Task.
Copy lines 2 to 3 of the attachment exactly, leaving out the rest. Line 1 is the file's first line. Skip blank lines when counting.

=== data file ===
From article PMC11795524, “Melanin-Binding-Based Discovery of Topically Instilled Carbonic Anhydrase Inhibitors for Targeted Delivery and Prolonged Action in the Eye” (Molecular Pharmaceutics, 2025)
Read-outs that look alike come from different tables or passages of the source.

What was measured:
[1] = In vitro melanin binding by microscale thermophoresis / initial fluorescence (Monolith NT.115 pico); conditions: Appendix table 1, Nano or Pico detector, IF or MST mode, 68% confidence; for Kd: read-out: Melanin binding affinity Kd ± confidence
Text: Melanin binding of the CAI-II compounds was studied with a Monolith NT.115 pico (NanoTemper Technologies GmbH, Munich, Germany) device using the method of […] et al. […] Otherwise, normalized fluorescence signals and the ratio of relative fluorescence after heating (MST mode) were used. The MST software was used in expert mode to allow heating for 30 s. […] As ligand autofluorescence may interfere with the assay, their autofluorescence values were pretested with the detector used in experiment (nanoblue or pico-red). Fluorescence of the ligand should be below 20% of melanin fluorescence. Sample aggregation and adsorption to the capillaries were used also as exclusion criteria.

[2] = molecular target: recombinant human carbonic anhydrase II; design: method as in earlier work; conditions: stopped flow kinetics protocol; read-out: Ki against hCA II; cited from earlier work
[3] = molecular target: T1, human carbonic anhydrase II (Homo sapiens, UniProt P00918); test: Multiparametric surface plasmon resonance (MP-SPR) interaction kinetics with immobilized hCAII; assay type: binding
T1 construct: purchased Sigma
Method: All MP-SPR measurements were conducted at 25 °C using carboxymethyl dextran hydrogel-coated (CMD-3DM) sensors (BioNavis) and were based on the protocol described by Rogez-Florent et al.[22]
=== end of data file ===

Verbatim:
Read-outs that look alike come from different tables or passages of the source.

What was measured: